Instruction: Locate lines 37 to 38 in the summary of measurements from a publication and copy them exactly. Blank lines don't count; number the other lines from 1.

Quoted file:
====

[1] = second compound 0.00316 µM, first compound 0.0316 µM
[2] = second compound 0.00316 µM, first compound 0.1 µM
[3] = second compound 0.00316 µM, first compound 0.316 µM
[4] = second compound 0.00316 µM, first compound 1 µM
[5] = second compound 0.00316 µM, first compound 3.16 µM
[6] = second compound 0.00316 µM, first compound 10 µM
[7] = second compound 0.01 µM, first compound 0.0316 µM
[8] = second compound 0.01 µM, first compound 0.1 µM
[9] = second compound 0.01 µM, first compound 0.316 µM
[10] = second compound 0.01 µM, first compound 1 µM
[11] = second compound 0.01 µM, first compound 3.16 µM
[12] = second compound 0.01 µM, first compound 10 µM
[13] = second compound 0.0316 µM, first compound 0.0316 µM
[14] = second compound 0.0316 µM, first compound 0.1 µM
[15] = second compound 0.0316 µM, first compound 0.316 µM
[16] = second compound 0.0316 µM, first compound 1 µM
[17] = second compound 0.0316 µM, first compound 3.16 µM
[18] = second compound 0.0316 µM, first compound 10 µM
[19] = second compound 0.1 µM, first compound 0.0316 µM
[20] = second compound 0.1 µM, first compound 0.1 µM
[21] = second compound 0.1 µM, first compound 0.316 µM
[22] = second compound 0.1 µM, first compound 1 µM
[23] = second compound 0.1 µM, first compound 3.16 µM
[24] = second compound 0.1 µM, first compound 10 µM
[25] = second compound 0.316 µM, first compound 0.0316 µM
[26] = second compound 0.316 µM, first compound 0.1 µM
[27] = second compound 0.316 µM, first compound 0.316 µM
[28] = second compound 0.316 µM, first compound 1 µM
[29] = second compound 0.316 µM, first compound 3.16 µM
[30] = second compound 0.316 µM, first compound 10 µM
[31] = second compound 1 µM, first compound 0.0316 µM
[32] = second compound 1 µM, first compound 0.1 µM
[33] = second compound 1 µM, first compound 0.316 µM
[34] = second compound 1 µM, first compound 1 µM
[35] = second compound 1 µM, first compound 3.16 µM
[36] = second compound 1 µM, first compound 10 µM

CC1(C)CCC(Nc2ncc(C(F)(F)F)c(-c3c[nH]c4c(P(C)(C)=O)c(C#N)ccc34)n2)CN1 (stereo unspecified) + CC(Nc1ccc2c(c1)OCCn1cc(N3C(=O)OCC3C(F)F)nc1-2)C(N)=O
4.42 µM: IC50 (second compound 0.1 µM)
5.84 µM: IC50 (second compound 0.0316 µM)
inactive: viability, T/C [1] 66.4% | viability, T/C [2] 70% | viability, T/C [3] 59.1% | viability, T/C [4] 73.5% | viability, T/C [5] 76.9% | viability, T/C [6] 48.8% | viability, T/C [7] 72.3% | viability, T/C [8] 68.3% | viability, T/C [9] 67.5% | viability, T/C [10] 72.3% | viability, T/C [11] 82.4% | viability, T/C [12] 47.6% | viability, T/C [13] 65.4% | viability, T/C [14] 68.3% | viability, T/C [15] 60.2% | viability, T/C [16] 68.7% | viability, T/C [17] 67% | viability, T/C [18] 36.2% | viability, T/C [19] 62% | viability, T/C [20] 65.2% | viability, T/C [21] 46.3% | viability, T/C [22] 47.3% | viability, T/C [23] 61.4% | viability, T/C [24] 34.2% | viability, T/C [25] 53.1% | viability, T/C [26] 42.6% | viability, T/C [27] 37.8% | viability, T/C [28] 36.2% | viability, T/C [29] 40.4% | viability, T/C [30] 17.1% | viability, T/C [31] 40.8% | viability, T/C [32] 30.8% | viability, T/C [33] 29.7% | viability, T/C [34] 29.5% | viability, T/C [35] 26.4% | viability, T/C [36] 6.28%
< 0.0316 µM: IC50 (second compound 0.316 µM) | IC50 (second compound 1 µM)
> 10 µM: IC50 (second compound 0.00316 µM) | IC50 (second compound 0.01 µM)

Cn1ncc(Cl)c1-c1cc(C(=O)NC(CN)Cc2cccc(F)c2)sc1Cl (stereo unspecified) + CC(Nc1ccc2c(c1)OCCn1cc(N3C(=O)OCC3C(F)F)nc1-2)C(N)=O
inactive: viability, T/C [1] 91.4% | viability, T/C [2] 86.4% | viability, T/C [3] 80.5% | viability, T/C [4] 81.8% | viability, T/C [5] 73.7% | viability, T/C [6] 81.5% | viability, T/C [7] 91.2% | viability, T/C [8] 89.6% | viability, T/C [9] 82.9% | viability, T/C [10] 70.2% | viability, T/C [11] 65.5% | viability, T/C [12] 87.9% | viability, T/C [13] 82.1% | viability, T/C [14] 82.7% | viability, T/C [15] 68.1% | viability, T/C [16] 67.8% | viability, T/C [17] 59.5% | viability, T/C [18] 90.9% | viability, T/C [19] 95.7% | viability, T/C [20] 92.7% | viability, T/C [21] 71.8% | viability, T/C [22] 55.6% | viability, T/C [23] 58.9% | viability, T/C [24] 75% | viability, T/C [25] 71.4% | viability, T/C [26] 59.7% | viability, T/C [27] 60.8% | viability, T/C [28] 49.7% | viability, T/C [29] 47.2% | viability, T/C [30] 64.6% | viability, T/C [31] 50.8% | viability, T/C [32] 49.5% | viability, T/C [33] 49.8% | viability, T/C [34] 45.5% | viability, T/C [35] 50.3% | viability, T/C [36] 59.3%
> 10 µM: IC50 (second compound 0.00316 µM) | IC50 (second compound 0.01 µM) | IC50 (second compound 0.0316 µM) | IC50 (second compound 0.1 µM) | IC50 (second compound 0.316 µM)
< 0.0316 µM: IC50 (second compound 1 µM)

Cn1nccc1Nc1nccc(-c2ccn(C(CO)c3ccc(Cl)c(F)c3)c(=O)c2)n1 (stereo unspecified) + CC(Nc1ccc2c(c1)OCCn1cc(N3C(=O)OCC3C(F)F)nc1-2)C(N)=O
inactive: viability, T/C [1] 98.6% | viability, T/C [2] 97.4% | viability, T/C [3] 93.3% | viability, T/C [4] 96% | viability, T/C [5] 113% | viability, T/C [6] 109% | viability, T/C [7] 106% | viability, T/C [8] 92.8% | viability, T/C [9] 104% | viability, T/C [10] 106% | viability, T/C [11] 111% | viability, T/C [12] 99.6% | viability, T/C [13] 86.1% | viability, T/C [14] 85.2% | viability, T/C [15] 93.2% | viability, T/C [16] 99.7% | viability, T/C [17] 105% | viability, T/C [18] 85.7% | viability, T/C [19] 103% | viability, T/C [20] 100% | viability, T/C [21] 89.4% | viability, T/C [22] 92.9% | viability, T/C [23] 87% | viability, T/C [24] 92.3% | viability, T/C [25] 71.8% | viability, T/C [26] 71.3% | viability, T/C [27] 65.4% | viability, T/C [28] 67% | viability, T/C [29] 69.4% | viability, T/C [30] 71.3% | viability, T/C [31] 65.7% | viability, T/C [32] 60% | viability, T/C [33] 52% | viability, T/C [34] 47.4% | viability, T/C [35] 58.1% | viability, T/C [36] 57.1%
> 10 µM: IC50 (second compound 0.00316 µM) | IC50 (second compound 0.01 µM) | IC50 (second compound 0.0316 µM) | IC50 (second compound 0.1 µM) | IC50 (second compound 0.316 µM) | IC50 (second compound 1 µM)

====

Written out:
CC1(C)CCC(Nc2ncc(C(F)(F)F)c(-c3c[nH]c4c(P(C)(C)=O)c(C#N)ccc34)n2)CN1 (stereo unspecified) + CC(Nc1ccc2c(c1)OCCn1cc(N3C(=O)OCC3C(F)F)nc1-2)C(N)=O
4.42 µM: IC50 (second compound 0.1 µM)